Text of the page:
TAKE YOUR THYME… (PATIENCE)

By Doreen Katsima 1 year ago
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Take your thyme ihti blog

I’m sorry guys, I apologize for the lame pun but since it’s a food blog, there will probably be some pan intended.  Ever pictured something nice; some wonderful meal you either saw in a magazine or a cooking show and wanted to try it out and got everything that was required to create that work of art that you saw but in the long run what turned out was no Van Gogh piece of art? But a van go? Again, I apologize I’m just that kind of person as you read more of these blogs you’ll get used to it I promise.

Take your thyme ihti blogBack to your piece of art that wasn’t what you expected. Ever sat back and asked yourself what went wrong? This happens mostly in the pastry side of life. In the culinary world the pastry section is that little sister whom you would bully everyday but still got higher grades than you and was sweet to everyone except you in comparison to the hot kitchen. I’m not demeaning the work of pastry chefs out there. You all are on some sorcery shit at times when it comes to playing with molecular gastronomy and for that, hats off to you.

I know I know I’m taking forever to get to the point, but ask yourself no more. It was the time you gave it.  I’ll try and explain this with an example. You’re making a hard-boiled egg and  as we know people’s preference vary with how well they want their egg done. Some want their yolk runny, some not too runny and some a hard boiled yolk and egg in general. These three options have different time periods in which they can be in water and the differences are like 2 minutes apart,  so getting the correct timing is key to making your intended egg preference.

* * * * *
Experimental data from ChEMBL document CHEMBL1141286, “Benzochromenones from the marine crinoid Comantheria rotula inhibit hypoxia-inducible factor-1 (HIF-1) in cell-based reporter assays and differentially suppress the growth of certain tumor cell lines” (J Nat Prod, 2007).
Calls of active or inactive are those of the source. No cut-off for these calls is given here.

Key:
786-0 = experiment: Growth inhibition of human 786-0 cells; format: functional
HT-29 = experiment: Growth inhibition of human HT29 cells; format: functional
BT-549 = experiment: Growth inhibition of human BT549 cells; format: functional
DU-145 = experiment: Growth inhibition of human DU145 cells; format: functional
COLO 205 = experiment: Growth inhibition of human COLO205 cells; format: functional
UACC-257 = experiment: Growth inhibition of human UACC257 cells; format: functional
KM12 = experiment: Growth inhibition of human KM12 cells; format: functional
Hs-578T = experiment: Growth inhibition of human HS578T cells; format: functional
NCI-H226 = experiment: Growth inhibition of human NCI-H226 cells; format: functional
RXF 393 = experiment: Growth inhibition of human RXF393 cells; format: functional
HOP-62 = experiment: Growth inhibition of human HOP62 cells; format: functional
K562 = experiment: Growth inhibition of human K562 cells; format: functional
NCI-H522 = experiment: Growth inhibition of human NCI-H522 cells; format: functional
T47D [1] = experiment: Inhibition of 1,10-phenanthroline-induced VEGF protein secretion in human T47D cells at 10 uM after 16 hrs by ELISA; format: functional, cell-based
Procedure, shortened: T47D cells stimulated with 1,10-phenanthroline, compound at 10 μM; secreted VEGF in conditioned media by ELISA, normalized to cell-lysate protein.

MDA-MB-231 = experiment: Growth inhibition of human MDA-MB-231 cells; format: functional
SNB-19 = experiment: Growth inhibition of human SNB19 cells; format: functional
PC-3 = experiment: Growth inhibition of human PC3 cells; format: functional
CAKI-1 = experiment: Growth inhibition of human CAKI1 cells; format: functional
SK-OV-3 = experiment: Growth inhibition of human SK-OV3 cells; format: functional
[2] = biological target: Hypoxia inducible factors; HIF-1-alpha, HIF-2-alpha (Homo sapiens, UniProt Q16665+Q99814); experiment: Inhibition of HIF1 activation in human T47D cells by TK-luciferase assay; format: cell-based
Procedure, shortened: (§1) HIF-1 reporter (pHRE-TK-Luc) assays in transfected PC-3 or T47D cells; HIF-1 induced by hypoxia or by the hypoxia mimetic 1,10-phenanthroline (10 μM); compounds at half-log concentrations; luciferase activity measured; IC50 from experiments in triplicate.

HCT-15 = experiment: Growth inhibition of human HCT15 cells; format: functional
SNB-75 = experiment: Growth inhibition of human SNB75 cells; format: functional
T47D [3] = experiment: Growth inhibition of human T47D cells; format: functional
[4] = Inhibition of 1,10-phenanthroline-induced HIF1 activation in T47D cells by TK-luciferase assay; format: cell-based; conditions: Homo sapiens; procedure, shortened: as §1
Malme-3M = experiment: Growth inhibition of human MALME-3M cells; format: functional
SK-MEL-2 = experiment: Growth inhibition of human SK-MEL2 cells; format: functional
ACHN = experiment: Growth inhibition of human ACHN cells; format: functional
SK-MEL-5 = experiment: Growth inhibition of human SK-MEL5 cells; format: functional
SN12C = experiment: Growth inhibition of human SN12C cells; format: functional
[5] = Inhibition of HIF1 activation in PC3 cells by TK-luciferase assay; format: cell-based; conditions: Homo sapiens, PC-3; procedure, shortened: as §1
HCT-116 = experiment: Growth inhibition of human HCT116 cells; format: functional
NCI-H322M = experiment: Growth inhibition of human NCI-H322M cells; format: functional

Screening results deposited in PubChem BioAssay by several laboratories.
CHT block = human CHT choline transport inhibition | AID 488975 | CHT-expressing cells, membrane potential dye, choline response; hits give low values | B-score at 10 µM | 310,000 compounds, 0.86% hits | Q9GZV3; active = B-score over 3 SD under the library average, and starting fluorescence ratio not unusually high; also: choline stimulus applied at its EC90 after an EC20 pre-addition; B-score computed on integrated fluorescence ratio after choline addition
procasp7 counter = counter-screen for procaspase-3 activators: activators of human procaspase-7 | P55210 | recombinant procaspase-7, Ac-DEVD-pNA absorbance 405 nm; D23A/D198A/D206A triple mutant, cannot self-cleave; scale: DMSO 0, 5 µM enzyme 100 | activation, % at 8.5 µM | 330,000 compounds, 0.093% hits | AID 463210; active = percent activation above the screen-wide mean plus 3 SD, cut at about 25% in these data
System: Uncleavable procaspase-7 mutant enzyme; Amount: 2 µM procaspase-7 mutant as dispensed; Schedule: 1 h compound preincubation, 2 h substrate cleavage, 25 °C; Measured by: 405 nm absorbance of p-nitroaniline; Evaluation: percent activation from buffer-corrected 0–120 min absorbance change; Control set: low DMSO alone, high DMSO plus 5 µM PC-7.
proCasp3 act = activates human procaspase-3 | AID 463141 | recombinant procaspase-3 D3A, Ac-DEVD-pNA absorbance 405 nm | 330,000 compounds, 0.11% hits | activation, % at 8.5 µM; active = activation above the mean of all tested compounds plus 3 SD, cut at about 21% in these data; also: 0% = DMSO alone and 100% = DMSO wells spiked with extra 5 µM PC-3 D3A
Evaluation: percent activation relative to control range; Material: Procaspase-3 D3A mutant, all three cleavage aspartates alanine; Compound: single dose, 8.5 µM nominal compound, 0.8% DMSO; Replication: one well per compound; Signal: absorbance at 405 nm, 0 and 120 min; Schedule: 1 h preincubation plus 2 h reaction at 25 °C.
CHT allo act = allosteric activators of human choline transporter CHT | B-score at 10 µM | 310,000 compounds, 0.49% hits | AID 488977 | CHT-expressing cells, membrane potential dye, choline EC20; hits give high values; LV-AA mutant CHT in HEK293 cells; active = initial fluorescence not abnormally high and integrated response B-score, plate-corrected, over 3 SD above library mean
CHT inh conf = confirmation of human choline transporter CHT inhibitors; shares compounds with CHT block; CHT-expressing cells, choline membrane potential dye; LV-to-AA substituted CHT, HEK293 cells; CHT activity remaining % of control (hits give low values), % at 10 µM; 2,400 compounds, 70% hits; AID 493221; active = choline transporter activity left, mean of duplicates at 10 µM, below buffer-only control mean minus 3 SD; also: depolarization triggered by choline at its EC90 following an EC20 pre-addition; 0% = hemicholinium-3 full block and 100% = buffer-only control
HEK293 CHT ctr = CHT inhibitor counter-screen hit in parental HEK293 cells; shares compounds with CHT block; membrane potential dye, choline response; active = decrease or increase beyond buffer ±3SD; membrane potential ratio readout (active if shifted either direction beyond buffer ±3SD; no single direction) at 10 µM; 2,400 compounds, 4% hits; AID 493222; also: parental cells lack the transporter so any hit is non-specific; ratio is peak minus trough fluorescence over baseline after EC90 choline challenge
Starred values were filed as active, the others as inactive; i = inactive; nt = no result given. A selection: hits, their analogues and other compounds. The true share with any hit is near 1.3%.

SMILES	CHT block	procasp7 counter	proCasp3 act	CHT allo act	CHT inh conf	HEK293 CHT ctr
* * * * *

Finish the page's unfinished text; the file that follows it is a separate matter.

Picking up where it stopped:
This applies in every single meal from soups, to meat (especially when making the preferred steak, that is whether you like your meat rare, medium rare, medium or well done). The timings in preparation are separated by mere minutes e.g. rare; 2 minutes on the hot pan or grill, medium rare; 4 minutes on the hot pan or grill and 6 minutes for well done. See the little difference in the timing? One minute more and you’ve got something else that’s not what you wanted or what the guest ordered.

What I’m simply trying to urge you all home cooks or professional chefs reading this is to be patient. Perfect timing will make everything much easier and simpler  in the long run. This is not only a big problem for the home cooks but it’s also a major disease for chefs. What I would  urge you to do; Simply give your food undivided attention.

Cook with love, yes I said love, and remember ANYONE CAN COOK…

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